Post by mar » Mon Feb 02, 2015 8:34 pm

I'm not sure it would scale better, but certainly it would be interesting to compare.

Joerg Oster
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Location: Germany

Re: Lazy SMP in Cheng

Post by Joerg Oster » Mon Feb 02, 2015 9:42 pm

mar wrote:I'm not sure it would scale better, but certainly it would be interesting to compare.
At least lazy smp wouldn't suffer from 2 limitations as the current implementation.
1. takes some time to fully kick in because of the min split depth parameter
2. not enough workload especially for threads >= 8 due to heavy pruning and reductions
Jörg Oster

petero2
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Re: Lazy SMP in Cheng

Post by petero2 » Mon Feb 02, 2015 10:56 pm

Joerg Oster wrote:
mar wrote:I'm not sure it would scale better, but certainly it would be interesting to compare.
At least lazy smp wouldn't suffer from 2 limitations as the current implementation.
1. takes some time to fully kick in because of the min split depth parameter
2. not enough workload especially for threads >= 8 due to heavy pruning and reductions
It seems 1 is not a big problem for YBWC either. I ran some tests with stockfish 6 at time control 1s+0.08s/move, 4 cores vs 1 core:

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Rank Name     Elo    +    - games score oppo. draws 
   1 sf6_4c    70    7    7  2282   73%   -70   46% 
   2 sf6      -70    7    7  2282   27%    70   46% 

bob
Posts: 20340
Joined: Mon Feb 27, 2006 6:30 pm
Location: Birmingham, AL

Re: Lazy SMP in Cheng

Post by bob » Mon Feb 02, 2015 11:00 pm

Joerg Oster wrote:
mar wrote:I'm not sure it would scale better, but certainly it would be interesting to compare.
At least lazy smp wouldn't suffer from 2 limitations as the current implementation.
1. takes some time to fully kick in because of the min split depth parameter
2. not enough workload especially for threads >= 8 due to heavy pruning and reductions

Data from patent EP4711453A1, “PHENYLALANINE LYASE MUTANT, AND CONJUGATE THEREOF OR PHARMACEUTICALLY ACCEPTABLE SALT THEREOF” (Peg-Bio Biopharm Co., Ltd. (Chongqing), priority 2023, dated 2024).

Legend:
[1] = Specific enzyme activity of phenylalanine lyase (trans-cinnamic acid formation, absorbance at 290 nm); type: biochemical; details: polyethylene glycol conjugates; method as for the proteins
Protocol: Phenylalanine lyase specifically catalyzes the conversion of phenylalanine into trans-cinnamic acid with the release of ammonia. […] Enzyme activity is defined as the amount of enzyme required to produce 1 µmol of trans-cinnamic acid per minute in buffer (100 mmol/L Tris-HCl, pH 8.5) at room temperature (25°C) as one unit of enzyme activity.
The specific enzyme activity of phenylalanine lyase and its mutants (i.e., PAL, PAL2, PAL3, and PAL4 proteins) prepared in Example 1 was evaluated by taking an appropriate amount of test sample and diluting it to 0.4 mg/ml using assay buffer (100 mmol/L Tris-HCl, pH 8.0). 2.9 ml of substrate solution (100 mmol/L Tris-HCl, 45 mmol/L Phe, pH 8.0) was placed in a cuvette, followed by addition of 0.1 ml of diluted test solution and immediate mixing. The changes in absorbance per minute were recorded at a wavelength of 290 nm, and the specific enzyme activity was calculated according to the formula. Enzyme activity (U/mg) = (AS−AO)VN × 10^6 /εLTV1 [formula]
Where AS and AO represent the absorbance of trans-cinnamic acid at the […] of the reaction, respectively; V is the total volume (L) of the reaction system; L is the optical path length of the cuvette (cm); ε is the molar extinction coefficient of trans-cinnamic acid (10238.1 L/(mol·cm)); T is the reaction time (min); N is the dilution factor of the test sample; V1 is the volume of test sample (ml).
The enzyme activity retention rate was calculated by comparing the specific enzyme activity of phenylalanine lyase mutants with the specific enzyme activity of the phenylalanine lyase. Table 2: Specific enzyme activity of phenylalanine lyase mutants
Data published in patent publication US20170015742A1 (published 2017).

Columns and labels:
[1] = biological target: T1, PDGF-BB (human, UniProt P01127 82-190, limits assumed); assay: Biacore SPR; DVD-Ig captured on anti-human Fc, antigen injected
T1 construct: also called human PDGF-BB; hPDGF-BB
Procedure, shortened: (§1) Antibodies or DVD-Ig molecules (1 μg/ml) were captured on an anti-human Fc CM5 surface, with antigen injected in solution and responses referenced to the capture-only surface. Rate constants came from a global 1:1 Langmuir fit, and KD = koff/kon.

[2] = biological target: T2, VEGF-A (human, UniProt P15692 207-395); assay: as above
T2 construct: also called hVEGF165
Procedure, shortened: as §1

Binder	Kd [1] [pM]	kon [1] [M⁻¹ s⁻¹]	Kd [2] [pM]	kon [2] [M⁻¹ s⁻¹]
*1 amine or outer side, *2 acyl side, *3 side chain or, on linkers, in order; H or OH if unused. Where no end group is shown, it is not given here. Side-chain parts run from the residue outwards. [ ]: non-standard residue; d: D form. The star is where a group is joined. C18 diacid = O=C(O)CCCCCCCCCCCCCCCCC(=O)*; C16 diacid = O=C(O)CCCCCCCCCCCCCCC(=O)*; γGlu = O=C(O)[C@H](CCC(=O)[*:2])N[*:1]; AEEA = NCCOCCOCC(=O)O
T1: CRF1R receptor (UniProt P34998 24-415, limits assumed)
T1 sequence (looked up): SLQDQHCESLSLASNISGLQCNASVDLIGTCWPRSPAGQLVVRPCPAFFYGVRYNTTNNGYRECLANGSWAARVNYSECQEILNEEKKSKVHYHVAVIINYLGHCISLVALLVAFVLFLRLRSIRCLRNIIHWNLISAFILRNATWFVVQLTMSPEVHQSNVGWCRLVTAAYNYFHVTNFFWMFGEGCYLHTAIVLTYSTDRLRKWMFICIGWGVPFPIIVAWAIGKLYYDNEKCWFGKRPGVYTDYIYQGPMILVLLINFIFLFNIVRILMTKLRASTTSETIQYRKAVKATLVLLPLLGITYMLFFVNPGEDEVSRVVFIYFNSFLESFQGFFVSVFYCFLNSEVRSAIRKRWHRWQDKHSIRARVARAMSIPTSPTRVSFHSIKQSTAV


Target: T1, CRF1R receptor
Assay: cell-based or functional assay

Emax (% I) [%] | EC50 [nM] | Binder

Nothing is free. Overhead climbs quickly because you are searching many more nodes at a particular depth than a sequential search would examine. YBW is the correct way to do parallel search and minimize overhead. I've yet to see any non-YBW-based algorithm produce even a 4x speedup at 8 cores (over 1 core to same depth). There's a reason many of us have invested all of the time we have spent in doing a traditional splitting algorithm - performance.

I've not had any problems at all playing bullet games with 12 cores. And the key point is that whatever the 12 cores do is generally important work. It is easy to keep all 12 cores busy, but if they are doing redundant work, what's the point?

Joerg Oster
Posts: 609
Joined: Fri Mar 10, 2006 3:29 pm
Location: Germany

Re: Lazy SMP in Cheng

Post by Joerg Oster » Mon Feb 02, 2015 11:15 pm

petero2 wrote:
Joerg Oster wrote:
mar wrote:I'm not sure it would scale better, but certainly it would be interesting to compare.
At least lazy smp wouldn't suffer from 2 limitations as the current implementation.
1. takes some time to fully kick in because of the min split depth parameter
2. not enough workload especially for threads >= 8 due to heavy pruning and reductions
It seems 1 is not a big problem for YBWC either. I ran some tests with stockfish 6 at time control 1s+0.08s/move, 4 cores vs 1 core:

Code: Select all

Rank Name     Elo    +    - games score oppo. draws 
   1 sf6_4c    70    7    7  2282   73%   -70   46% 
   2 sf6      -70    7    7  2282   27%    70   46% 
Thank you, Peter.
Yes, 4-core performance is very good, but how does it look like with 8 and 16 cores?
Jörg Oster